3 Dec. 2011
Two Birds with One Stone
Although the necessity to create revised drafts for each essay is a useful tool for improvement, further chance for revision is offered through the peer edit. Firstly, the thoughts and suggestions from another student offer a new perspective on your writing. Unclear or unsupported arguments that you as the writer may not have noticed are often identified. Also, the methodic style to the peer review offers a double check that the paper covers all of the requirements that need to be met, such as having an evolved thesis and including support for all of your claims. Furthermore, in the process of having to think about all of the requirements of the essay as well as tips to improve someone else’s, the peer reviewer can simultaneously be making sure that his or her own essay meets the same requirements, and whether the tips he or she is thinking of can be applied to his or her paper. Thus, the peer review offers assistance to a classmate’s work, while providing further insight into the revision of your own paper, as well. Here, I have offered one of my peer reviews from this semester, as well as commentary for how the statements helped my classmate’s, Alex DuPont’s, essay on Gulliver’s Travels in addition to how I used the process and the answers given to improve my own essay.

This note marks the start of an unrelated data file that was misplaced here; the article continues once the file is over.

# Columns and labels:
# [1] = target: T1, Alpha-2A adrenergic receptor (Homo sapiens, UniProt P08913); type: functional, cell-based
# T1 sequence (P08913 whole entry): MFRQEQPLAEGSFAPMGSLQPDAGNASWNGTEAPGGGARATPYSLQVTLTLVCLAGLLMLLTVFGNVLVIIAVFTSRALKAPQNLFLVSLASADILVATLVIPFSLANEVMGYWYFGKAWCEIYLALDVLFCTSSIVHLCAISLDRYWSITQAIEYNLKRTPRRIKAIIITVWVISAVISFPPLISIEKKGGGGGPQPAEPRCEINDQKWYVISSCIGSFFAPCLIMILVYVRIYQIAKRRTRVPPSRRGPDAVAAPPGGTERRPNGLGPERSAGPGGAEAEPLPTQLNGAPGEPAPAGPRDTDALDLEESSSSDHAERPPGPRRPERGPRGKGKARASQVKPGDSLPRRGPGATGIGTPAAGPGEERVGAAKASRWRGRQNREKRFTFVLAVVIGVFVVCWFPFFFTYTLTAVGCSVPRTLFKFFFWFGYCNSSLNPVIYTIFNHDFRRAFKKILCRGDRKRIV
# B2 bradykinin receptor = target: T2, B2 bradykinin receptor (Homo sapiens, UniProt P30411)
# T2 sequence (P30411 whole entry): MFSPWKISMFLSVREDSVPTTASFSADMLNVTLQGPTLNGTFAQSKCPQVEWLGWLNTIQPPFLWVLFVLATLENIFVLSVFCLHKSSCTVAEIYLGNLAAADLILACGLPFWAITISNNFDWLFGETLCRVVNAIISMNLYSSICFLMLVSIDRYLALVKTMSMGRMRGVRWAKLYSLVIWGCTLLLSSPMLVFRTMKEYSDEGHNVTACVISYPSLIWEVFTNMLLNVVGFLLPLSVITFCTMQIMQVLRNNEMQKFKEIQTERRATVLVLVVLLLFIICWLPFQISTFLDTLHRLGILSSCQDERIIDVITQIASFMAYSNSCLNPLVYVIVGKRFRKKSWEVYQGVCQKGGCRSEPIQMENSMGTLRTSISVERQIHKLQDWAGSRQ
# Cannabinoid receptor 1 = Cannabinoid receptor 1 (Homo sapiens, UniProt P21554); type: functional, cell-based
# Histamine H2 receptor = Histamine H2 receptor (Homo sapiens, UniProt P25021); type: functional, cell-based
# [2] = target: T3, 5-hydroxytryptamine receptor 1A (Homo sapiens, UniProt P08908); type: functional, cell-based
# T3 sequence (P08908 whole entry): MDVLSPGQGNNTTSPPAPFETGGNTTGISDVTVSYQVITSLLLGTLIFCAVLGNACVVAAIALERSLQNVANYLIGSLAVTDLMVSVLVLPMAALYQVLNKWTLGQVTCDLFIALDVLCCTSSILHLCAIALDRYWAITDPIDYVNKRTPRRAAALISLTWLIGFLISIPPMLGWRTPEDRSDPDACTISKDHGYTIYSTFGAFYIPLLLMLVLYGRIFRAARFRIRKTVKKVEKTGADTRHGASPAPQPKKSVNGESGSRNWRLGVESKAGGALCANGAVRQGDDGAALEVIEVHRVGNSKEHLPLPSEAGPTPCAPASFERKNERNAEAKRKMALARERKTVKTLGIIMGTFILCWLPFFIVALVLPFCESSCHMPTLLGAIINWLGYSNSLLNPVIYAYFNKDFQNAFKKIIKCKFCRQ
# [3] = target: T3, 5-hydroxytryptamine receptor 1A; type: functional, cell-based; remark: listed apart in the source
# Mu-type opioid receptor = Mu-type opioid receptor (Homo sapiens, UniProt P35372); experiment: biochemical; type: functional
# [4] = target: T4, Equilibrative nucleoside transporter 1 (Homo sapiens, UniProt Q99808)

“What is the strongest claim in this essay? What gives it its strength?
The strongest argument in this essay is that Gulliver's lack of heroism is due to the inability to accurately express his inner emotions, which are the result of a sheltered aristocratic childhood. This is the strongest argument because the purpose of the claims made in the first part of the essay is to build up to this final argument using evidence that links those ideas together. Furthermore, this argument is followed up with additional evidence and a second example that draws a parallel for the argument and offers further support.”